In some cases, the observed inactivity of the Italian Navy can be attributed to another very serious shortcoming, to the lack of sufficient fuel stocks. At the time of war declaration fuel stocks reached 1.8 million tons, a quantity that was considered sufficient for 9 months of war needs. Beyond this period of time the Germans had assumed the responsibility of re-supplying. They never kept their promise. Thus, the initially scheduled monthly consumption of 200 thousand tons had to be continuously reduced, reaching 24 thousand tons only at the beginning of 1943. Inevitably, for this reason ship movements were constrained. Mussolini should have taken seriously this factor into account, before ordering his Navy to attack the Naval Force that was controlling the gates of the Mediterranean.
In addition to the above two very serious problems, they were also some technical shortcomings disadvantaged the Italian ships compared to the British. The Italians had no radars during the whole war period and their submarine listening equipment was much inferior to those of the British.
On the other hand, as it became apparent by the evolution of the war operations, training of the Italian naval personnel was lagging. In particular, the complete lack of preparation for night battle was amazing.
Another point worth examining is the whole hierarchical structure of the Italian Navy and the weak points that it entailed. Contrary to the freedom of operations that the British Commander in Chief of the Mediterranean disposed, the Italian Chiefs disposed reduced possibility of initiative and the direction of operations was in a great extent concentrated in the hands of the Supermarina, based in the Ministry of the Navy. The Chiefs at sea had only the tactical command of the operations, while the strategic directions, the drawing up of the plans and the disposal and deployment of the forces belonged to the Supreme Command of the Navy at the Centre. The result was that the heads of the naval forces, feeling that the Supermarina was behind them, often waited or were asking for orders, even in cases where they could have acted at their own initiative.
An important weakness of such an organization, that all Navies similarly organized should be aware of, is the following. The Chief of the General Staff of the Navy, head of the Supermarina, was also acting as Deputy Minister of the Navy and had also the responsibility of the administrative services of the Ministry of the Navy. Under the weight of so much work he was obliged to delegate the direction of operations to his deputy, who was usually the only person knowing the details of the situation but whose initiative was necessarily limited. This arrangement created another absurdity. Because Mussolini, as Supreme Commander of the armed forces, had a very limited understanding of naval matters it was necessary that the representative of the Navy with whom he discussed to be completely aware of the details. Mussolini’s interlocutor was the Chief of the General Staff of the Navy and therefore they conferred without the presence of the officer that really directed the naval operations.
In the beginning of April 1940, Mussolini informed his Chiefs of Staff of his intention to declare war at a time he would consider appropriate. At the same time he informed them that the war would be defensive on the land fronts and offensive at sea and air.
Admiral Cavagnari, the Italian Chief of the General Staff of the Navy, presented in a report that under the prevailing conditions the Navy could not undertake an offensive war. He added that, in his personal opinion, Italy shouldn’t enter the war if she were to be limited to defence. Mussolini, fearing that the war would end soon without Italy taking advantage of it, disregarded this sound comment. The Italian dictator had the fixed idea that the war would last no more than 3 months. He agreed that the Navy should act according to the pre-existing plans, based on the following general directions:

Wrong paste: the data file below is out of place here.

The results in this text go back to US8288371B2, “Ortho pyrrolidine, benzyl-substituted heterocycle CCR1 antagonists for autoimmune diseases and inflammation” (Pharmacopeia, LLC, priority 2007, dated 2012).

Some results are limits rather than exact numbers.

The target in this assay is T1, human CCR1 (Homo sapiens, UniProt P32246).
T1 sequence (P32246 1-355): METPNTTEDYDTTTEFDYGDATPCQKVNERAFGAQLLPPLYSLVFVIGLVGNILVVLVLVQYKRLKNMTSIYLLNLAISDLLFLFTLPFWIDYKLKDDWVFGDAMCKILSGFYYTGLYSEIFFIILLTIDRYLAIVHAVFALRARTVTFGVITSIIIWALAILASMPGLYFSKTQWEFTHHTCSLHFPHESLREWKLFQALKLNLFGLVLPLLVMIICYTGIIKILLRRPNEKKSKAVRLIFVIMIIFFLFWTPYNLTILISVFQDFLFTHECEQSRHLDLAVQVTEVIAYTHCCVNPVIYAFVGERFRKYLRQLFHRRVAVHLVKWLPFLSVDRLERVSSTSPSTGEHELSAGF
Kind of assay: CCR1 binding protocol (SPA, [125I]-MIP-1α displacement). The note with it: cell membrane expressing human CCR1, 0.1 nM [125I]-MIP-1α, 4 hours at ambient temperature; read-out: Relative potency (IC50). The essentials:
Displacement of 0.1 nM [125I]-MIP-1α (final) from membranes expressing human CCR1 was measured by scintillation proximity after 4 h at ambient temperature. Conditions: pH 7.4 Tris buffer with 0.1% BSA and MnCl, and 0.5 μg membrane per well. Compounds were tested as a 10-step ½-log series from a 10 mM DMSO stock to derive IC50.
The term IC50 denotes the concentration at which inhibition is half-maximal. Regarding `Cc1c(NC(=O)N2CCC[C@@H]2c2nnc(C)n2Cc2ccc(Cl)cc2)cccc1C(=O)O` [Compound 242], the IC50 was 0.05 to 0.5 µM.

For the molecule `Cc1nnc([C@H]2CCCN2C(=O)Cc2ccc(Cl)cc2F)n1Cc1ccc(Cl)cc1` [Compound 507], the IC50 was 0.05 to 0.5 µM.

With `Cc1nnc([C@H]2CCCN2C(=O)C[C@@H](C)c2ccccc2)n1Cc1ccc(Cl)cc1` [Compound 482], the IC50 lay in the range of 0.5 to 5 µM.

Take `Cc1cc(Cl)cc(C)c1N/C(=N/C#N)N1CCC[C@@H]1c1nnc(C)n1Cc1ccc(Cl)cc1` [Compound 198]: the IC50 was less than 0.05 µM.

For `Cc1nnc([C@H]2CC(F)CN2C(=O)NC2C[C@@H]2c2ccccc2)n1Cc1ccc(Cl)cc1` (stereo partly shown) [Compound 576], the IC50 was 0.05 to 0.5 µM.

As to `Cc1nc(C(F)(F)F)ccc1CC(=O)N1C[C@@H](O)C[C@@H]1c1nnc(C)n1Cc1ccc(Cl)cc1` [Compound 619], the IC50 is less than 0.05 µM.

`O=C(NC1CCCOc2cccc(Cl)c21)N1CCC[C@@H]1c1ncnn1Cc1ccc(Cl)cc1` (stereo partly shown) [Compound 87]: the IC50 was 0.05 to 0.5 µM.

The naval forces would always remain concentrated in order to obtain maximum offensive and defensive power. Therefore, they wouldn’t participate in convoy protection missions, except in exceptional and rare occasions. The Navy was unable to undertake the supply of Libya and had to be abandoned, to avoid confrontation with the French. This point of view was accepted, as it was believed that the supplies of Libya could last 6 months while the war would be of shorter duration.
When the moment of truth came, the Navy was obliged to act in a completely different way than planned. Immediately after the beginning of hostilities, the urgent transportation of necessary supplies was ordered. Progressively, after the capitulation of France, the supply missions to Libya became the main mission of the Italian Navy and as a result its forces were dispersed.
In the beginning of the war the Italian ships were mainly earmarked to Napoli and Taranto and few cruisers in ports of Sicily. In the bases of Northern Tirrenia only submarines and torpedo boats remained. The interior sea of Adriatica was secured strategically from the Taranto base. Light naval forces were based in the advanced bases of Tobruk in ibya and Leros in the Dodecanese. Finally, at the war outbreak, old submarines, destroyers and torpedo boats based were isolated in Massaoua base, in the Red Sea. With this deployment the main forces of the Fleet were concentrated around the centre of the Mediterranean and the remaining was in positions in the periphery with mainly defensive objective.
From the above we can deduct that the action plan of the Italian Navy at the time the war was declared didn’t provide for an attack strategy and that the Supermarina considered that there wasn’t any such capability. Indeed, at that precise time, when the attack Fleet had only two battleships in service and France was still in war, the avoidance of battle in array was absolutely justified. Any other way to harass the enemy was of course within the operating capabilities of the Italian Navy.
The battle avoidance strategy cannot be justified however in later periods, when conditions and enemy forces balance were very different.
From the comparison of the opinions of the two sides, a curious situation is evident. At the very moment that Admiral Cunningham had reservations concerning the request of the British Admiralty for the detachment of forces to be used for the interruption of Italian transports to North Africa [see: “The British Fleet of the Mediterranean” ], the Italians considered that they didn’t dispose the means to protect convoys and were abandoning the idea to re-supply Libya. Maybe the British were overestimating in that period the naval might of Italy.”